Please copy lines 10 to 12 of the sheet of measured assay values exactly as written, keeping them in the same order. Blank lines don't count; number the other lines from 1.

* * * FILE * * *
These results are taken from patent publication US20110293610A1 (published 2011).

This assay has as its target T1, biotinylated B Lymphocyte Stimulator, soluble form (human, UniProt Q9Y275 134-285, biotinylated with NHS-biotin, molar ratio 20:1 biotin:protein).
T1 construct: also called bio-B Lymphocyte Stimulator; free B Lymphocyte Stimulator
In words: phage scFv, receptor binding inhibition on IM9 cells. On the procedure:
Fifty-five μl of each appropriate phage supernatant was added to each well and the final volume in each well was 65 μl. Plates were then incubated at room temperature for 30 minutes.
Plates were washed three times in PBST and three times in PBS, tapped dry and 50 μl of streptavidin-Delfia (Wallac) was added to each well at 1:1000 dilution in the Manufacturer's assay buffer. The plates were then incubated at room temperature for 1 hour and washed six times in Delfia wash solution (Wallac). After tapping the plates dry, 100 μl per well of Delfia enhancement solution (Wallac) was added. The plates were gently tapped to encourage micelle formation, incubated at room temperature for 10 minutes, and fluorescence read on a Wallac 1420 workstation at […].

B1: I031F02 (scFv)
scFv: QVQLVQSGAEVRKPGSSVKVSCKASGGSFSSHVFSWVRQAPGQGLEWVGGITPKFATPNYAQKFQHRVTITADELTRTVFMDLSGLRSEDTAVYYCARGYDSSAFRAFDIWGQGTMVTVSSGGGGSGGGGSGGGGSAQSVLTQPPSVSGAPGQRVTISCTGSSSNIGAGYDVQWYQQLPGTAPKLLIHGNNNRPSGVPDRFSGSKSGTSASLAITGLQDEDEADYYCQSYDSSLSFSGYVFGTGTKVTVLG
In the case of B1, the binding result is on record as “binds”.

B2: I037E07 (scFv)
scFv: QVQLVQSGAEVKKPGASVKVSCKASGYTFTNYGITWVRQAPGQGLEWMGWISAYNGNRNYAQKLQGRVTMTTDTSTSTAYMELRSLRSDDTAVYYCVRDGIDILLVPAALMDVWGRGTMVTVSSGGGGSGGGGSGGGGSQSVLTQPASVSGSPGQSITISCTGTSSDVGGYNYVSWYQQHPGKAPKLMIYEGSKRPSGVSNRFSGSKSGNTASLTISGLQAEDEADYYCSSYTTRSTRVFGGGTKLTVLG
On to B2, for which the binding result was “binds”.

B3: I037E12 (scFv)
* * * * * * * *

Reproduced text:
B2: I037E07 (scFv)
scFv: QVQLVQSGAEVKKPGASVKVSCKASGYTFTNYGITWVRQAPGQGLEWMGWISAYNGNRNYAQKLQGRVTMTTDTSTSTAYMELRSLRSDDTAVYYCVRDGIDILLVPAALMDVWGRGTMVTVSSGGGGSGGGGSGGGGSQSVLTQPASVSGSPGQSITISCTGTSSDVGGYNYVSWYQQHPGKAPKLMIYEGSKRPSGVSNRFSGSKSGNTASLTISGLQAEDEADYYCSSYTTRSTRVFGGGTKLTVLG
On to B2, for which the binding result was “binds”.